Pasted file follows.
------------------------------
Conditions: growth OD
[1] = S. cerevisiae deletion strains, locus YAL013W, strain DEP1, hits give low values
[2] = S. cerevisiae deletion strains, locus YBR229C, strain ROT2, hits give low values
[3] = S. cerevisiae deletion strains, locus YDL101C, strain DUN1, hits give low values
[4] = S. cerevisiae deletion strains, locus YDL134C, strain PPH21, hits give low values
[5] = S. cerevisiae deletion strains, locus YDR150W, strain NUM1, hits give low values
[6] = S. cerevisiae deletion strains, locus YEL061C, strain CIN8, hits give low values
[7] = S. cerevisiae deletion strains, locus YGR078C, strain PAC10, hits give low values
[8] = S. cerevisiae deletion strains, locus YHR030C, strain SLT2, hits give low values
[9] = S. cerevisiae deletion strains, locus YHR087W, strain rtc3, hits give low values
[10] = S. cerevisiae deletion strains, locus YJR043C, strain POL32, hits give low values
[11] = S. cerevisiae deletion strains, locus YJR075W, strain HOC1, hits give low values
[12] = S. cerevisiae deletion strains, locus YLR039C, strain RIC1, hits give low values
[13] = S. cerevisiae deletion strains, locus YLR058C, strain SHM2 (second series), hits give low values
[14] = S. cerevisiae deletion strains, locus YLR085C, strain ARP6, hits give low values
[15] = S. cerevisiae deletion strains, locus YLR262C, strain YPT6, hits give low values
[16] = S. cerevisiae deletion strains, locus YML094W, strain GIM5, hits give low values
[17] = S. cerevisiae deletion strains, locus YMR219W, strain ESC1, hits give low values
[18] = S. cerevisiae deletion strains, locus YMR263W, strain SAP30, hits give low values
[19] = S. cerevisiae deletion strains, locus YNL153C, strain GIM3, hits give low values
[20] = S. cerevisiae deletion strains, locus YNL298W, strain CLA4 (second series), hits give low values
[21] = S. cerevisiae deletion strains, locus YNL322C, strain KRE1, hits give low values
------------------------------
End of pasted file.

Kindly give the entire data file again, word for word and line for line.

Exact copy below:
Conditions: growth OD
[1] = S. cerevisiae deletion strains, locus YAL013W, strain DEP1, hits give low values
[2] = S. cerevisiae deletion strains, locus YBR229C, strain ROT2, hits give low values
[3] = S. cerevisiae deletion strains, locus YDL101C, strain DUN1, hits give low values
[4] = S. cerevisiae deletion strains, locus YDL134C, strain PPH21, hits give low values
[5] = S. cerevisiae deletion strains, locus YDR150W, strain NUM1, hits give low values
[6] = S. cerevisiae deletion strains, locus YEL061C, strain CIN8, hits give low values
[7] = S. cerevisiae deletion strains, locus YGR078C, strain PAC10, hits give low values
[8] = S. cerevisiae deletion strains, locus YHR030C, strain SLT2, hits give low values
[9] = S. cerevisiae deletion strains, locus YHR087W, strain rtc3, hits give low values
[10] = S. cerevisiae deletion strains, locus YJR043C, strain POL32, hits give low values
[11] = S. cerevisiae deletion strains, locus YJR075W, strain HOC1, hits give low values
[12] = S. cerevisiae deletion strains, locus YLR039C, strain RIC1, hits give low values
[13] = S. cerevisiae deletion strains, locus YLR058C, strain SHM2 (second series), hits give low values
[14] = S. cerevisiae deletion strains, locus YLR085C, strain ARP6, hits give low values
[15] = S. cerevisiae deletion strains, locus YLR262C, strain YPT6, hits give low values
[16] = S. cerevisiae deletion strains, locus YML094W, strain GIM5, hits give low values
[17] = S. cerevisiae deletion strains, locus YMR219W, strain ESC1, hits give low values
[18] = S. cerevisiae deletion strains, locus YMR263W, strain SAP30, hits give low values
[19] = S. cerevisiae deletion strains, locus YNL153C, strain GIM3, hits give low values
[20] = S. cerevisiae deletion strains, locus YNL298W, strain CLA4 (second series), hits give low values
[21] = S. cerevisiae deletion strains, locus YNL322C, strain KRE1, hits give low values